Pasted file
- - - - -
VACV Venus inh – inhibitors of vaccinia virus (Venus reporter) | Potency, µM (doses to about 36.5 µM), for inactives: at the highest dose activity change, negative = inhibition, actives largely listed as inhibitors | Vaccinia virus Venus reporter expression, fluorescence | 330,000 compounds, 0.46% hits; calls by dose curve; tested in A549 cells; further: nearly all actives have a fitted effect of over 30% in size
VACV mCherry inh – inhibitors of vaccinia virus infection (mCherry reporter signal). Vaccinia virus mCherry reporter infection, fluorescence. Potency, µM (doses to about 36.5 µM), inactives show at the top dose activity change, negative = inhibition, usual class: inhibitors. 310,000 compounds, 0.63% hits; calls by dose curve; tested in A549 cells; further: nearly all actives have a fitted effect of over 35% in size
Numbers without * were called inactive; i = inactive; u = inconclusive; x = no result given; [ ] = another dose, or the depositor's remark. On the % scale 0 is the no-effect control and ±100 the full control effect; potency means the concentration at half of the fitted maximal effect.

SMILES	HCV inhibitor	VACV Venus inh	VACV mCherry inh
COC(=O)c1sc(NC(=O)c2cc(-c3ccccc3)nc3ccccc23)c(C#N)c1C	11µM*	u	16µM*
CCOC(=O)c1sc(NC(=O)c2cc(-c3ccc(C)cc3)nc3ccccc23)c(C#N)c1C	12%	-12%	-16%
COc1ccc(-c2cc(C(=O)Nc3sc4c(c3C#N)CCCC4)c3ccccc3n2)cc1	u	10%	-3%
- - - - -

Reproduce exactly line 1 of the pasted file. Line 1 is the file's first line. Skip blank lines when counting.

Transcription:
VACV Venus inh – inhibitors of vaccinia virus (Venus reporter) | Potency, µM (doses to about 36.5 µM), for inactives: at the highest dose activity change, negative = inhibition, actives largely listed as inhibitors | Vaccinia virus Venus reporter expression, fluorescence | 330,000 compounds, 0.46% hits; calls by dose curve; tested in A549 cells; further: nearly all actives have a fitted effect of over 30% in size